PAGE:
(CTN News) – In Australia, most discussions on climate action revolve around emissions reduction. However, cutting emissions is only one aspect of the climate story; Australia must also plan how to adapt to the effects of climate change. Nations’ resilience to climate change is determined by adapting to increasing sea levels, preparing for heatwaves, and managing shifting rainfall patterns.
The floods that devastated north Queensland in December 2023 and northern New South Wales (NSW) in 2022, as well as 2020’s Black Summer bushfires, demonstrate that Australia must step up its conversation about how it intends to adapt to the effects of climate change.
However, in Australia, where climate change has been a long-standing political issue, legislative progress on climate adaptation has been gradual.
As the Australian government prepares to release its Issues Paper for its first National Adaptation Plan in the coming months, it’s a good moment to consider why the country has lagged on climate adaptation legislation — and what’s required to make its plan successful.
National Adaptation Plans (NAPs) are a valuable tool for determining climate adaptation priorities at the country level. They were created to speed up adaptation planning at the United Nations Framework Convention on Climate Change (UNFCCC) COP16 in 2010. Since then, around 70 countries have developed one.
While the most developed countries (including Finland, Norway, Switzerland, the United Kingdom, and New Zealand) and approximately 40 developing countries (including Chad, Fiji, and Sudan) have produced plans, Australia has made slow progress on climate adaptation.
Under the Morrison Coalition government in 2021, Australia submitted a National Climate Resilience and Adaptation Strategy to the UNFCCC. However, it was never legislated and consisted primarily of existing projects.
The Albanese Labour government pledged a large commitment to climate change adaptation in its 2023-2024 budget, particularly emphasising completing a National Climate Risk Assessment and National Adaptation Plan.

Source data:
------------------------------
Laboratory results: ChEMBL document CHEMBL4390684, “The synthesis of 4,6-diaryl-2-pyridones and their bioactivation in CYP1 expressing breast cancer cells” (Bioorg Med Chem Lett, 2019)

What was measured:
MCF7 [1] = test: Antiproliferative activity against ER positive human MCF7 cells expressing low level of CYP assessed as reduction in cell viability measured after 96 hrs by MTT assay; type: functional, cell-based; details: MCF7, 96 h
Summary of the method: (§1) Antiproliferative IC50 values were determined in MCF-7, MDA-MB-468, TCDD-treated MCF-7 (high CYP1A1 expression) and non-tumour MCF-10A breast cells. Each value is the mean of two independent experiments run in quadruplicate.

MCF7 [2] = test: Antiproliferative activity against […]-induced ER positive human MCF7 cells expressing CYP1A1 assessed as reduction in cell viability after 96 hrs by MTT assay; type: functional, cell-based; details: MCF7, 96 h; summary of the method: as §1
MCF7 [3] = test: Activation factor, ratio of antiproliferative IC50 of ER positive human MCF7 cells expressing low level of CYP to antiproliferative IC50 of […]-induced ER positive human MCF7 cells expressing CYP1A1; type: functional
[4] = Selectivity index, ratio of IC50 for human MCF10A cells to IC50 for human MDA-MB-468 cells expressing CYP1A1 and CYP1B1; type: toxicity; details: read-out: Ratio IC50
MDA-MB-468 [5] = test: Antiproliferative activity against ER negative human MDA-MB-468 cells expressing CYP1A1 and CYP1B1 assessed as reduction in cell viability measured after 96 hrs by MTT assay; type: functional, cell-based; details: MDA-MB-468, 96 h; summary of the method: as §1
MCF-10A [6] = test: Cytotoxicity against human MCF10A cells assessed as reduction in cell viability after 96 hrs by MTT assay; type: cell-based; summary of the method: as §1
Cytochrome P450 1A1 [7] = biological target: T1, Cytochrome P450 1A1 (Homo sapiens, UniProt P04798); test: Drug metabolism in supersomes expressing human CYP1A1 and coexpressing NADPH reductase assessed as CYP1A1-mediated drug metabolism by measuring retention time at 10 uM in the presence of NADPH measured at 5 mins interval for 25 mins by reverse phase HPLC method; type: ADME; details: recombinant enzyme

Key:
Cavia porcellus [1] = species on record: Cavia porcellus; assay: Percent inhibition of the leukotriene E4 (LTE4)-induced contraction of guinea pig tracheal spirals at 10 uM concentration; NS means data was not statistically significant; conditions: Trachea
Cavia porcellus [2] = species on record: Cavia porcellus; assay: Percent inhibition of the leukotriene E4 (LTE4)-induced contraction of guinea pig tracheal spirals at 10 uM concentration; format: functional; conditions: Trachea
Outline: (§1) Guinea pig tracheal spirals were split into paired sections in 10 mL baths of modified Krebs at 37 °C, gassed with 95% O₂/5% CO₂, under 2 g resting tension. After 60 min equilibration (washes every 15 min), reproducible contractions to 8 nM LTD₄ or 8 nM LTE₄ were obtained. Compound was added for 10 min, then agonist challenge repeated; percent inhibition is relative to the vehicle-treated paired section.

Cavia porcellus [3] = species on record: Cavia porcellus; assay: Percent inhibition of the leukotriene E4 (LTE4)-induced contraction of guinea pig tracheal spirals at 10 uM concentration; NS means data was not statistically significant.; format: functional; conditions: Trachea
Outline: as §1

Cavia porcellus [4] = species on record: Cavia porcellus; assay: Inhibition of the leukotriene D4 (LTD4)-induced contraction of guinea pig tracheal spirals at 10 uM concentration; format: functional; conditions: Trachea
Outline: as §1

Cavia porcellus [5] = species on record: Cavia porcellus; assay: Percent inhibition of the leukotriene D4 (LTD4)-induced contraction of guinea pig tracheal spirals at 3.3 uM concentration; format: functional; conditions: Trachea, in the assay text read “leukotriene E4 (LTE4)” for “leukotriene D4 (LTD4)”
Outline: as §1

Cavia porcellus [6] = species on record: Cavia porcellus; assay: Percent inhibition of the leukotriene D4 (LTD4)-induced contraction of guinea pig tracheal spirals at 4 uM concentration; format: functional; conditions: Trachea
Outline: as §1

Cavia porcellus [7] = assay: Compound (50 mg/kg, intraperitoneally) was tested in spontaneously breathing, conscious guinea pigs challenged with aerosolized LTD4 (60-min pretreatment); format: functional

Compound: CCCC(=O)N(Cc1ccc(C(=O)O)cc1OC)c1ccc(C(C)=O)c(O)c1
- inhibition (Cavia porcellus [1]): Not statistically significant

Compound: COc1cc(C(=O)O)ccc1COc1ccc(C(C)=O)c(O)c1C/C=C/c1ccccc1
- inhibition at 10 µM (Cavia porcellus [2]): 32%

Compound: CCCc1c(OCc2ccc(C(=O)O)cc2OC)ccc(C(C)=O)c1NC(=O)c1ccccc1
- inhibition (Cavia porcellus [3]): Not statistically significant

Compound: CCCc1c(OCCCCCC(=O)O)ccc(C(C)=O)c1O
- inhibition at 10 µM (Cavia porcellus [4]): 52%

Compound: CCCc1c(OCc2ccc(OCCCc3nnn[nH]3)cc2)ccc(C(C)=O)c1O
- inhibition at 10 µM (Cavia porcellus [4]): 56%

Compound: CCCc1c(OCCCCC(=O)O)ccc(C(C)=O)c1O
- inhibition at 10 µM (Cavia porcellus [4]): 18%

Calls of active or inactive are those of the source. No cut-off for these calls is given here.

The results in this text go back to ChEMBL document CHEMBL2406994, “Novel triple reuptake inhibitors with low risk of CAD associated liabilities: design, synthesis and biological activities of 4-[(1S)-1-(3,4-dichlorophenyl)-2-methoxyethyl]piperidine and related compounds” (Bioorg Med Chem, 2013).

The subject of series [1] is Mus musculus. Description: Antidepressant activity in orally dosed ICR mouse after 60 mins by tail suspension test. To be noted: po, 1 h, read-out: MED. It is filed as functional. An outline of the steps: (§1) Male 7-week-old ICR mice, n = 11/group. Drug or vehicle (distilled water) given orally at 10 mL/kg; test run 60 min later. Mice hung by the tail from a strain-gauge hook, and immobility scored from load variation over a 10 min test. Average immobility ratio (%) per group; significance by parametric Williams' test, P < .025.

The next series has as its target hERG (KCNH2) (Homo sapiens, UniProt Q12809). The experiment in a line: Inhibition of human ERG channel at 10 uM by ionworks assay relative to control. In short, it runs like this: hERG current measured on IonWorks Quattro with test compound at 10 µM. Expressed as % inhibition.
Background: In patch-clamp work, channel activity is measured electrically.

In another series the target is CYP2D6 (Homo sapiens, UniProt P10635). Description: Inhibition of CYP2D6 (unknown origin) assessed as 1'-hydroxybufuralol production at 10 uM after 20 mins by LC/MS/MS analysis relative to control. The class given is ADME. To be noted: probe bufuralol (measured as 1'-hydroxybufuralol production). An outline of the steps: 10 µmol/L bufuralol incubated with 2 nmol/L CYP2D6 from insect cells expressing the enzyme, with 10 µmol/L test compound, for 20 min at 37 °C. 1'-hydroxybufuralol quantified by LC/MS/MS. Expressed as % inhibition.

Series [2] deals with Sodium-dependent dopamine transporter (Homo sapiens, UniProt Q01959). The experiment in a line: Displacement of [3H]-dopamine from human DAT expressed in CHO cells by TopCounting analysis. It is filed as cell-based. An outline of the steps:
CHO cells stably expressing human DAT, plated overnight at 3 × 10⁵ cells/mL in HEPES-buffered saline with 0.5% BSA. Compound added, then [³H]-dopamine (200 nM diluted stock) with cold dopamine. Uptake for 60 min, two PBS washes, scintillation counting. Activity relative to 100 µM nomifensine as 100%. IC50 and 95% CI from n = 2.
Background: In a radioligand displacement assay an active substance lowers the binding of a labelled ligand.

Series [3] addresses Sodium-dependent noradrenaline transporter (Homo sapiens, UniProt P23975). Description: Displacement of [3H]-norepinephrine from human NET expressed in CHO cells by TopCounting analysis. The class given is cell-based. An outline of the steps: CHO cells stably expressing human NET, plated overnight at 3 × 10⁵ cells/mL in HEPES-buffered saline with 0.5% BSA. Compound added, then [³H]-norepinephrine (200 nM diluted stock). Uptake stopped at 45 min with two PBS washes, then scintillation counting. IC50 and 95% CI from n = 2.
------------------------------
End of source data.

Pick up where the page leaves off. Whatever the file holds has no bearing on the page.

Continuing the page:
That strategy is already in the works: the government plans to present an Issues Paper in early 2024, following consultations in 2023. This will support broad public consultation throughout 2024, with the NAP expected to be completed in time for the COP29 summit in Baku in November 2024.
Australia has lagged in climate adaptation because climate change and research have long been political footballs.
The country got off to a promising start with the 2007 National Climate Change Adaptation Framework approved by the Council of Australian Governments (COAG), followed by large investments in the National Climate Change Research Facility. However, with a change of government, climate change became a marginalised subject for many years.
When then-Prime Minister Scott Morrison unveiled his 2021 climate adaptation strategy, he was chastised for hiring multinational consulting firm McKinsey, which has advised 43 of the top 100 corporate polluters, to do the modelling rather than Australia’s national science agency, the Commonwealth Scientific and Industrial Research Organisation (CSIRO).
Climate adaptation has not been prioritised due to other policy concerns. However, Australia’s poor progress towards building a NAP is partly based on the misconceptions that focusing on adaptation diminishes ambition to cut emissions and that adaptation is primarily a local issue that should be addressed at the local government level.
These are both incorrect. Adaptation and mitigation are both critical climate measures, and all levels of government have a role in adaptation.
These assumptions are currently changing. There are numerous chances for diverse stakeholders to take the lead in climate adaptation. Many state and municipal governments have already produced climate adaptation plans and strategies, indicating a growing awareness that urgent climate adaptation is required.
Critics of the NAP dispute if the Albanese government’s multimillion-dollar expenditure is worthwhile. However, there are various ways in which a true national strategy, rather than just local and state policies, may help Australia.